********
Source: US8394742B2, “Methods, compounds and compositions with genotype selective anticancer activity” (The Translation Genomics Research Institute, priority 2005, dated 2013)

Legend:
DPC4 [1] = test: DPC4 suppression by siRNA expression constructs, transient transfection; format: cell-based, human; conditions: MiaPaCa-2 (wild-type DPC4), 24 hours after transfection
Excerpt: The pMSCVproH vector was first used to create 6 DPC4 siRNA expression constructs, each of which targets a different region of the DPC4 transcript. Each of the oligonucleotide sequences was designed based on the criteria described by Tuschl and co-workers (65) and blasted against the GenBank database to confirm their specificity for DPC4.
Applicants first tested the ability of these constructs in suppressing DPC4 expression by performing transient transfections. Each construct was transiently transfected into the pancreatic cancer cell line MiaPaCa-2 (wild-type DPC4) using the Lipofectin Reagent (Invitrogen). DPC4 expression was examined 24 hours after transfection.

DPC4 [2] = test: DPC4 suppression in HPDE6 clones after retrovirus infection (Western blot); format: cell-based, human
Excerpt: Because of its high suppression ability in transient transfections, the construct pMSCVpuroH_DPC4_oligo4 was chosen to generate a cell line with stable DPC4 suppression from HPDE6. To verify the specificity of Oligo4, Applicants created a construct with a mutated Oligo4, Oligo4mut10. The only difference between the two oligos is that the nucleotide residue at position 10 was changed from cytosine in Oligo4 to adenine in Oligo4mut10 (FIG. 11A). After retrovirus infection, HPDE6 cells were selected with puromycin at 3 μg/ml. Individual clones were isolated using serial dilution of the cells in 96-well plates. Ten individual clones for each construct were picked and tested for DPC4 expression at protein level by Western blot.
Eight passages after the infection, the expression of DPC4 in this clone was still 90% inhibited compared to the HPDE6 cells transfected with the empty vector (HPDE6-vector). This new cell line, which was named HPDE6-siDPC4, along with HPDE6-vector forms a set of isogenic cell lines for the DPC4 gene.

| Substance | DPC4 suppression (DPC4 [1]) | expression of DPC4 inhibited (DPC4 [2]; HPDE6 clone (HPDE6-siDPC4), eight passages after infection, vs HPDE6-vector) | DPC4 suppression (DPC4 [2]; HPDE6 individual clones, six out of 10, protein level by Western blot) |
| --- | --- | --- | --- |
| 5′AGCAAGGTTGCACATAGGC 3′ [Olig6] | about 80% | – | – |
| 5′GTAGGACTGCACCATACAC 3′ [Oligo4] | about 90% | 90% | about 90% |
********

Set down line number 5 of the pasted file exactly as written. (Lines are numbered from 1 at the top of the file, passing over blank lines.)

Applicants first tested the ability of these constructs in suppressing DPC4 expression by performing transient transfections. Each construct was transiently transfected into the pancreatic cancer cell line MiaPaCa-2 (wild-type DPC4) using the Lipofectin Reagent (Invitrogen). DPC4 expression was examined 24 hours after transfection.